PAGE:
Recently, a parrot that I had never met, but had heard countless stories about was lost to the emissions from non-stick coated cookware. The loss hit hard. This rescue bird had just found a new home.
The morning following bringing home their new bird, a couple brought him into the kitchen while they prepared breakfast. They knew about the dangers of cooking with a teflon coated pan, but they were under the impression that it was the food cooked in these pans that was toxic to parrots. This turned out to be a tragic mistake. Within minutes, their bird went into respiratory arrest. The lungs quickly filled with fluid. The bird, gasping for air, collapsed and died.
The necropsy showed lungs that were black and filled with blood after blood vessels had burst. This was a horrible, and preventable death. It took only moments. His new caregivers were distraught and overwhelmed by guilt.
Teflon, which was invented by Dupont in 1946, was supposed to revolutionize modern cooking, but it was found that the surfaces coated with this product were brittle and easily damaged resulting in flaking. The flakes wound up in our food. The upgraded and more durable version was Silverstone. Including Analon and Circulon, there are several non-stick cookware coatings still on the market. One thing they all have in common is the emission of PTFE (polytetrafluoroethylene) gasses. Their names may be different but their components are the same, and the off-gassed chemicals are just as deadly.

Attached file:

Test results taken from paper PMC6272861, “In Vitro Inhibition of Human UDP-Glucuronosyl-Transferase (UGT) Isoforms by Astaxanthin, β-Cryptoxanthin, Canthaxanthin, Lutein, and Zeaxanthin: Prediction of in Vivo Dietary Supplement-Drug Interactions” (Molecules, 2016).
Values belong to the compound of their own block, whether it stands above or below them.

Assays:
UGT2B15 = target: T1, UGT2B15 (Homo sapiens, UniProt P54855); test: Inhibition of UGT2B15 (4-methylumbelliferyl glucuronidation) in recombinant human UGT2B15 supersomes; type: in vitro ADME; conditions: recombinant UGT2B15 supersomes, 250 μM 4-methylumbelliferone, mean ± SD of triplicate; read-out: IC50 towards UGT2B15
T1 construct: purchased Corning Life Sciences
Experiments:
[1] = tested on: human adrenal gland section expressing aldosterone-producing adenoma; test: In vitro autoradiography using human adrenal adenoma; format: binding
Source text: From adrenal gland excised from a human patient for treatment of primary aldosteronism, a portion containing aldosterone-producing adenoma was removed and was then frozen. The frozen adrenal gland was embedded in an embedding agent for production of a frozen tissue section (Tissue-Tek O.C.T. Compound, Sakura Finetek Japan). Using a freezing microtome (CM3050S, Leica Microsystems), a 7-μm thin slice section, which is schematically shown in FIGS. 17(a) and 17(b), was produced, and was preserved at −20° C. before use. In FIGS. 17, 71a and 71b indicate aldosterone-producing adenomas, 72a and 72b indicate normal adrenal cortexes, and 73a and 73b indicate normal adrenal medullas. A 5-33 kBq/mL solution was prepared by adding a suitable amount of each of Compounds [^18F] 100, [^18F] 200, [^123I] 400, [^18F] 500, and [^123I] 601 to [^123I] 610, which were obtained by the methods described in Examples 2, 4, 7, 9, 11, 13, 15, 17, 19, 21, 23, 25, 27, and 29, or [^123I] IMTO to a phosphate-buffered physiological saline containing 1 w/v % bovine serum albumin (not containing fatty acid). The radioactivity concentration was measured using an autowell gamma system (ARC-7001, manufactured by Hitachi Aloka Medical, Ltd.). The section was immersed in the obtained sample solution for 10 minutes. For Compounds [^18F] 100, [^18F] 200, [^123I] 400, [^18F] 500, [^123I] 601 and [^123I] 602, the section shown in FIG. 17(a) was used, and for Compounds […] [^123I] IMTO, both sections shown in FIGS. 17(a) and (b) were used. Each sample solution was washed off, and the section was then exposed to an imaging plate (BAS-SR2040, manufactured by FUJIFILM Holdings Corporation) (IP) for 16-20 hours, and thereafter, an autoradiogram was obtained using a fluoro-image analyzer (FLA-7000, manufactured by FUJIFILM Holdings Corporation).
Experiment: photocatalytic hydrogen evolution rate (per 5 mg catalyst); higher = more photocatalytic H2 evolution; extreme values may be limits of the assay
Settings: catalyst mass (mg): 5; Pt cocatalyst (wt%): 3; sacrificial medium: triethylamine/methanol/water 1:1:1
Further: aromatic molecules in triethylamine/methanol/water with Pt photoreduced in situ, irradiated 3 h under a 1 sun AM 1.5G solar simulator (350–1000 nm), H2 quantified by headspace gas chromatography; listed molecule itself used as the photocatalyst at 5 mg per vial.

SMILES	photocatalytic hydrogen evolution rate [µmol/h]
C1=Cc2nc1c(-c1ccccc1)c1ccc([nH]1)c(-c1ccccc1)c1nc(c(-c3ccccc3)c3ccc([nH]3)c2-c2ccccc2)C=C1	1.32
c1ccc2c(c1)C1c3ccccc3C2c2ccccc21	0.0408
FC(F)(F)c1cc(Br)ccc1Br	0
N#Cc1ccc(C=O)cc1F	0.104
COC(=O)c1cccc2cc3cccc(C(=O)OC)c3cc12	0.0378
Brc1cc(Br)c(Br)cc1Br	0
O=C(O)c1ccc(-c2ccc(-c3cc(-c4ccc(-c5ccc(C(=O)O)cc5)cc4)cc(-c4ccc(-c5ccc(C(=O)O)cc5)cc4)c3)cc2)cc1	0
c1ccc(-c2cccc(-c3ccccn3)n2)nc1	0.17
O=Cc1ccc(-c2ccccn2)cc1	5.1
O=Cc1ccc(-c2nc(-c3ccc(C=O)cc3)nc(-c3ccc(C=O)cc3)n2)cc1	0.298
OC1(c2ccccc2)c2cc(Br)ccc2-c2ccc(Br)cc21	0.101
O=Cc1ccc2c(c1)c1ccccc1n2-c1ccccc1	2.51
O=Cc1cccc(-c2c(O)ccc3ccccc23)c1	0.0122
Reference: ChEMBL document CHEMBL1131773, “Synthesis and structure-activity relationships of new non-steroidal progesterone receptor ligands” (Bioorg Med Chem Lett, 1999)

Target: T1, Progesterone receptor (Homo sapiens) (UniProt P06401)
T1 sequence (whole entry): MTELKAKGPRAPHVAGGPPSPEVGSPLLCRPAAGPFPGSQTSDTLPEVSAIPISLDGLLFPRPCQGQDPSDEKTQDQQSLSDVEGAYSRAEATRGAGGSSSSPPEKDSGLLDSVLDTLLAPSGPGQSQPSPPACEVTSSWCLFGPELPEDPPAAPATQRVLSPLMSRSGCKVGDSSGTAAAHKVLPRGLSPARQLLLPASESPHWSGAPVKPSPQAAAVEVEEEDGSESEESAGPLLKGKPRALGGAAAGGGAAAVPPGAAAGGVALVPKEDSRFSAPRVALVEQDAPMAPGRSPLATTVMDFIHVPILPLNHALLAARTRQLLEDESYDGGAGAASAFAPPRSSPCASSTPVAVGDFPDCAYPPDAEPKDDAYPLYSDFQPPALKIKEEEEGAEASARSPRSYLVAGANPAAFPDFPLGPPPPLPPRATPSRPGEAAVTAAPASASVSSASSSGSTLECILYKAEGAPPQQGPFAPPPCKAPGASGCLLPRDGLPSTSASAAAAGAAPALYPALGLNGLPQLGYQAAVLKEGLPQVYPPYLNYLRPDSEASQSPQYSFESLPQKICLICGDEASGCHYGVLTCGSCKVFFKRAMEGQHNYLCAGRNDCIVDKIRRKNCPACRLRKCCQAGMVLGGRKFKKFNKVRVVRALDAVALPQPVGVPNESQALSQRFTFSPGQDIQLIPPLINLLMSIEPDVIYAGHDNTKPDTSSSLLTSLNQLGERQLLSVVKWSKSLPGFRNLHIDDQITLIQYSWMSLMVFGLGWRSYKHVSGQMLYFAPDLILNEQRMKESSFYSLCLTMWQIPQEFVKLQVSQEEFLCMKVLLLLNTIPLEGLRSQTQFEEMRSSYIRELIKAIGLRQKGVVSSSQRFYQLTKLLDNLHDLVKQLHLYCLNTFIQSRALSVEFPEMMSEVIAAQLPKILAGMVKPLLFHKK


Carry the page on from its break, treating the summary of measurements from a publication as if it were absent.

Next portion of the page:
A big misconception is that in order to cause the off-gassing, you need to leave an empty pan on the stove over a very high temperature. This is true, and your room will quickly fill with PFTE gasses. BUT, recent studies have shown that the gasses are emitted at much lower temperatures than previously thought, and with food present in the cookware. Another myth is that only damaged or old nonstick coating will off-gas. This is just not true. Some enamel cookware also uses an outer non stick coating.
In humans, PTFE poisoning will cause flu-like symptoms. Your parrots fragile respiratory system will be quickly overcome by these undetectable fumes and there will be nothing you can do to stop the process once it has begun. Very few parrots survive this, usually because they weren’t in close proximity to the toxin. Those that do have suffered severe damage to their lungs that requires ongoing medical assistance throughout the remainder of their lives. It is a wise idea to just keep your parrots out of the kitchen altogether while you are cooking. Aside from the many burn related accidents that can happen, burning foods produce smoke.
On the market today is Thermalon, a product made from silica and oxygen, basically glass, which does not off-gas and is safe. A couple of choices are GreenPans and Martha Stewart’s green pans. I use Martha’s frying pans (mostly because I love that she has a Moluccan cockatoo!) and stainless steel in my kitchen. This new technology is affordable and it works. There is no good reason to use anything else.
Please consider downloading our free e-book on Household Dangers and feel free to share it with all your bird friends so we can keep as many parrots safe as possible:
Patty Jourgensen specializes in avian health, behavior and nutrition and has been working with and caring for rescue birds since 1987.